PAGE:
Another problem is that stored routines might define SQL exception handlers
  to deal with missing tables, but the server implementation would never give
  user code a chance to execute this logic, since the routine is never
  executed when a missing table cause the pre-locking code to fail.
  
  With this fix, the internal implementation of the pre-locking code has been
  relaxed of some constraints, so that failure to open a table does not
  necessarily prevent execution of a stored routine.
  
  In particular, the pre-locking mechanism is now behaving as follows:
  
  1) the first step, to compute the transitive closure of all the tables
  possibly referenced by a statement, is unchanged.
  
  2) the next step, which is to open all the tables involved, only attempts
  to open the tables added by the pre-locking code, but silently fails without
  reporting any error or invoking any exception handler is the table is not
  present. This is achieved by trapping internal errors with
  Prelock_error_handler
  
  3) the locking step only locks tables that were successfully opened.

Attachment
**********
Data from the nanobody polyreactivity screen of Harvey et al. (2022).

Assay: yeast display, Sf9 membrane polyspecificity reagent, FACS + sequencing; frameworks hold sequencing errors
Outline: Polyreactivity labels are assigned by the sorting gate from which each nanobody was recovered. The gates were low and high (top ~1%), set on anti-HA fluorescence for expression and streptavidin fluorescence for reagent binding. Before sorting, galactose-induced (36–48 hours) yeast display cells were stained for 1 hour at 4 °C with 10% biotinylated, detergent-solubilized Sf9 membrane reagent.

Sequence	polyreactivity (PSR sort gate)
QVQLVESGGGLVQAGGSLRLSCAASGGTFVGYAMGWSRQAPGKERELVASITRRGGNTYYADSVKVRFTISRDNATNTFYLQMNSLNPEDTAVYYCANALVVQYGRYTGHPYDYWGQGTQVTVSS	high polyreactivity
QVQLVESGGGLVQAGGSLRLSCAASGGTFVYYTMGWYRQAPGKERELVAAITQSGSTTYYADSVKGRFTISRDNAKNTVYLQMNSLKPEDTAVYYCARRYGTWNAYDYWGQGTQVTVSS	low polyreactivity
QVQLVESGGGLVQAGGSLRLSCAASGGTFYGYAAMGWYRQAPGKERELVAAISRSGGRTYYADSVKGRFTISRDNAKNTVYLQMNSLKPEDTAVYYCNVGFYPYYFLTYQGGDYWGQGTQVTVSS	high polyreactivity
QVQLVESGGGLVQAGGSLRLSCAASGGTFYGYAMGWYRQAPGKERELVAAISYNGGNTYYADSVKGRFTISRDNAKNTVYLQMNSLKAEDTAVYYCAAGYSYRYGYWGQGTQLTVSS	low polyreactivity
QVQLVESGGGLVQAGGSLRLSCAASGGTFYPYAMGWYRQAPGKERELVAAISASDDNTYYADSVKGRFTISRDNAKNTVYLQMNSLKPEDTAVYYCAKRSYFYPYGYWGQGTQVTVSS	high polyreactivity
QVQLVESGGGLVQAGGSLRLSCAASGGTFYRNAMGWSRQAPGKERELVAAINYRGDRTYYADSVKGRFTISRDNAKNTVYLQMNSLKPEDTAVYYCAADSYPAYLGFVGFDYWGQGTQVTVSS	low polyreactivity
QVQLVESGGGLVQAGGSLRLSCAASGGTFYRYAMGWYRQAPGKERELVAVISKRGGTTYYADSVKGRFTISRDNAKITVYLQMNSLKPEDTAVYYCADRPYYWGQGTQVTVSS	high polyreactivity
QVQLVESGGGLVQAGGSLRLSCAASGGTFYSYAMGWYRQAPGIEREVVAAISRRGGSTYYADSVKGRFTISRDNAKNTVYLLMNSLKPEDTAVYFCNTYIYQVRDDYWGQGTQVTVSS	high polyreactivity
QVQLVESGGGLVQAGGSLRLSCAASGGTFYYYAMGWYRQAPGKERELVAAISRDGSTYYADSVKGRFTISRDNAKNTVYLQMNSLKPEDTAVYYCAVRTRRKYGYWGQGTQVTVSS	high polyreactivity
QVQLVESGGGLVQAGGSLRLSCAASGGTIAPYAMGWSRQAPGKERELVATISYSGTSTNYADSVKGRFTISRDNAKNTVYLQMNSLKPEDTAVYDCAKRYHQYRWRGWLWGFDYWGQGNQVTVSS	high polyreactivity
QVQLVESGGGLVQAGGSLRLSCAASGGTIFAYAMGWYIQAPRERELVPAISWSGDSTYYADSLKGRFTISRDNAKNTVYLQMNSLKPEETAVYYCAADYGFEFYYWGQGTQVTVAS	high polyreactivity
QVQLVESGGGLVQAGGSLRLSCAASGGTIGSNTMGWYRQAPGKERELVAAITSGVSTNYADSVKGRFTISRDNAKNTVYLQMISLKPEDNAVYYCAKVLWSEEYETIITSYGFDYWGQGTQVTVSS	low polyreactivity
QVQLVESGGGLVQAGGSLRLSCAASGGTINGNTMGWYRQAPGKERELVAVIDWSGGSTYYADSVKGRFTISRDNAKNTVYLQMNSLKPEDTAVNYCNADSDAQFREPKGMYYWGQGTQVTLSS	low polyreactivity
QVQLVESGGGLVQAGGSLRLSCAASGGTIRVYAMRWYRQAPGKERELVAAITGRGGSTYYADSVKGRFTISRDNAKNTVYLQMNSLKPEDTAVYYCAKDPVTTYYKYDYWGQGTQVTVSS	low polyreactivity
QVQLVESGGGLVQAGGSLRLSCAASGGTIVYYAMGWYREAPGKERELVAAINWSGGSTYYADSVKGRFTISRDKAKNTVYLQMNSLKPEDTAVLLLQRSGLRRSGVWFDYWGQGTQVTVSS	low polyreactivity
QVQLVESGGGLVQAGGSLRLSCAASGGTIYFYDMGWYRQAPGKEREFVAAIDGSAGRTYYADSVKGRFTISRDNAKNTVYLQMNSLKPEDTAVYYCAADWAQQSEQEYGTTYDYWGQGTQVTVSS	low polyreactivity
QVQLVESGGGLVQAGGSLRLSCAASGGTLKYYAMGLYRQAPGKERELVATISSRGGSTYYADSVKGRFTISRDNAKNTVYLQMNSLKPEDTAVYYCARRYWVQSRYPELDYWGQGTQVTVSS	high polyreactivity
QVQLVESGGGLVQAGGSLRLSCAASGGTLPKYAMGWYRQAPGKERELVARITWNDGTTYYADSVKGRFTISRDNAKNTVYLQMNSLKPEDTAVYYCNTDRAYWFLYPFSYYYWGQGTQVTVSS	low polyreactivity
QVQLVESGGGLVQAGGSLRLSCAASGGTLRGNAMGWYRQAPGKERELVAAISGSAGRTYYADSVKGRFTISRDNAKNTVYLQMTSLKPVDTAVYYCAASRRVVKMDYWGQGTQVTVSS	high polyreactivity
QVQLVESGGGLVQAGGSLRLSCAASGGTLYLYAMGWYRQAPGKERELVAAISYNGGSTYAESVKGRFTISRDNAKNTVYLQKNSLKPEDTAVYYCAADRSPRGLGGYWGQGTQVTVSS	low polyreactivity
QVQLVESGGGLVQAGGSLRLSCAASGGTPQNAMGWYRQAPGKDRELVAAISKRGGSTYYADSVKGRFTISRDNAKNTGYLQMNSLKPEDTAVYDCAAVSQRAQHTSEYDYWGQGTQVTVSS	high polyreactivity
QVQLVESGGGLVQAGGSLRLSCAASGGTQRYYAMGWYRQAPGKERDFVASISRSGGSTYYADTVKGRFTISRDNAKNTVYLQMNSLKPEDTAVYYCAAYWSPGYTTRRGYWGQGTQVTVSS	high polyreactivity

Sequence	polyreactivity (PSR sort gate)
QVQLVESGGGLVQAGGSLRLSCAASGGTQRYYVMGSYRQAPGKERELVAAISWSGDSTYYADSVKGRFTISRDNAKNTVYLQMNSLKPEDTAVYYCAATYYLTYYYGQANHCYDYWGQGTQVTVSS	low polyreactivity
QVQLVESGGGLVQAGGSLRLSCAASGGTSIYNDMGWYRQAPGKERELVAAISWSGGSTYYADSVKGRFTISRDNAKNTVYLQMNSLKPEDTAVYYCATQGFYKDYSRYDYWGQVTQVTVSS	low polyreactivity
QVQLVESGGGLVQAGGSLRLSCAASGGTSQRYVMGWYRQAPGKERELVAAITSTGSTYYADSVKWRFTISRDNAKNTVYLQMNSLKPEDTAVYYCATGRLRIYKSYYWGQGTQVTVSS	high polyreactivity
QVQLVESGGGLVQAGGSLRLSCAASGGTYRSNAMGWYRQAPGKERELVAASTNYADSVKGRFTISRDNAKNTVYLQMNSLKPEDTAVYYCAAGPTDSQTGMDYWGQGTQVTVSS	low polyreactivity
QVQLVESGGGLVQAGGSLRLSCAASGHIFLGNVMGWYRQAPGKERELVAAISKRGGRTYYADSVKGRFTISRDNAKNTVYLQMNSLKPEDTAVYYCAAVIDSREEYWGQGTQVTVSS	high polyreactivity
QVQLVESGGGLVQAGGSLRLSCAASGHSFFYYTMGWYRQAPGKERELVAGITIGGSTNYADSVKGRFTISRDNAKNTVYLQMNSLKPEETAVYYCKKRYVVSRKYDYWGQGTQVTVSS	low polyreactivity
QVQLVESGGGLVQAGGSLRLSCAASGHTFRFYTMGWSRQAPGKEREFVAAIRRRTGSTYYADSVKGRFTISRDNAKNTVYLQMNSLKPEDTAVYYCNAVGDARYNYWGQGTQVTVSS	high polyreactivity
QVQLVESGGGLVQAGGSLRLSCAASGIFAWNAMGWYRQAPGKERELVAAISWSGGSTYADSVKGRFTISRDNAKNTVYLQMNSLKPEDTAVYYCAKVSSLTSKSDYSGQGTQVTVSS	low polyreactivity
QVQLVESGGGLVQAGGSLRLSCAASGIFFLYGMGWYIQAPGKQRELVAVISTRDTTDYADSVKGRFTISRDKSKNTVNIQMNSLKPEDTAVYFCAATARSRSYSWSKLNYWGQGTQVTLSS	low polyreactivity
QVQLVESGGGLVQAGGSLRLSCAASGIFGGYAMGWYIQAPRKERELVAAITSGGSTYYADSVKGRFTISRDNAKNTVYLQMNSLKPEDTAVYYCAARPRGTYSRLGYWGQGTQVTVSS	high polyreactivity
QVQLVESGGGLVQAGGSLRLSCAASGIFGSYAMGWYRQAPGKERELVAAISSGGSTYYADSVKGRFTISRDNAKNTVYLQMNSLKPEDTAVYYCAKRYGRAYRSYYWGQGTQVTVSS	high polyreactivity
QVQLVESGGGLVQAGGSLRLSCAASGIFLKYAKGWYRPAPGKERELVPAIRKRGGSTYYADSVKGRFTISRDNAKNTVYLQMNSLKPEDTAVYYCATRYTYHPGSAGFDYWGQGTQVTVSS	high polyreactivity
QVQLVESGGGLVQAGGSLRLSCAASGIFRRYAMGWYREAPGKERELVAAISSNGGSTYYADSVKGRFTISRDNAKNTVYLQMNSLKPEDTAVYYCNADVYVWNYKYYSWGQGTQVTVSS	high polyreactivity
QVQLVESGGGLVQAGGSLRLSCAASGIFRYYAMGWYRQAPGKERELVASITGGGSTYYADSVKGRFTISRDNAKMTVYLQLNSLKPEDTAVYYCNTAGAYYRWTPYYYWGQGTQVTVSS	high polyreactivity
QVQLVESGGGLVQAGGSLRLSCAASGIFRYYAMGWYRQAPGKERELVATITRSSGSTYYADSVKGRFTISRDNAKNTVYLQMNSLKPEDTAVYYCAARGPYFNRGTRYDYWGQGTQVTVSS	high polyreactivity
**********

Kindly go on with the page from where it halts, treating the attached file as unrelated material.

4) when executing sub statements, the list of tables used by each statements
  is evaluated as before. The tables needed by the sub statement are expected
  to be already opened and locked. Statement referencing tables that were not
  opened in step 2) will fail to find the table in the open list, and only at
  this point will execution of the user code fail.
  
  5) when a runtime exception is raised at 4), the instruction continuation
  destination (the next instruction to execute in case of SQL continue
  handlers) is evaluated.
  This is achieved with sp_instr::exec_open_and_lock_tables()
  
  6) if a user exception handler is present in the stored routine, that
  handler is invoked as usual, so that ER_NO_SUCH_TABLE exceptions can be